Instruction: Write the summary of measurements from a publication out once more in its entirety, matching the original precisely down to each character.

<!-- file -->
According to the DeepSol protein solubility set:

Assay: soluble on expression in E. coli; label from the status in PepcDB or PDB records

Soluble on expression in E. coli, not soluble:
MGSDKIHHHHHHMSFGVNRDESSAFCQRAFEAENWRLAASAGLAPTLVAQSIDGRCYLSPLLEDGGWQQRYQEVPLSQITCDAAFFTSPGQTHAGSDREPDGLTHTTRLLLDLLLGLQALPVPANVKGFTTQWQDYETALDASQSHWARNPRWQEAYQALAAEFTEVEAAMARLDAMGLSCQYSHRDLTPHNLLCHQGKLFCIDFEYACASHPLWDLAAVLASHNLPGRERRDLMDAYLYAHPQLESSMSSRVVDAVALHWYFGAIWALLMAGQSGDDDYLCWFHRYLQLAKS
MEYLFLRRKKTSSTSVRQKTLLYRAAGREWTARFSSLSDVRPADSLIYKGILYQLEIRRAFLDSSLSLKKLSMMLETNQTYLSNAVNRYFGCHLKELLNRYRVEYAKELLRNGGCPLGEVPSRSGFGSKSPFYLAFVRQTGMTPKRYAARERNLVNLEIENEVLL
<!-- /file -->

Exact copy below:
According to the DeepSol protein solubility set:

Assay: soluble on expression in E. coli; label from the status in PepcDB or PDB records

Soluble on expression in E. coli, not soluble:
MGSDKIHHHHHHMSFGVNRDESSAFCQRAFEAENWRLAASAGLAPTLVAQSIDGRCYLSPLLEDGGWQQRYQEVPLSQITCDAAFFTSPGQTHAGSDREPDGLTHTTRLLLDLLLGLQALPVPANVKGFTTQWQDYETALDASQSHWARNPRWQEAYQALAAEFTEVEAAMARLDAMGLSCQYSHRDLTPHNLLCHQGKLFCIDFEYACASHPLWDLAAVLASHNLPGRERRDLMDAYLYAHPQLESSMSSRVVDAVALHWYFGAIWALLMAGQSGDDDYLCWFHRYLQLAKS
MEYLFLRRKKTSSTSVRQKTLLYRAAGREWTARFSSLSDVRPADSLIYKGILYQLEIRRAFLDSSLSLKKLSMMLETNQTYLSNAVNRYFGCHLKELLNRYRVEYAKELLRNGGCPLGEVPSRSGFGSKSPFYLAFVRQTGMTPKRYAARERNLVNLEIENEVLL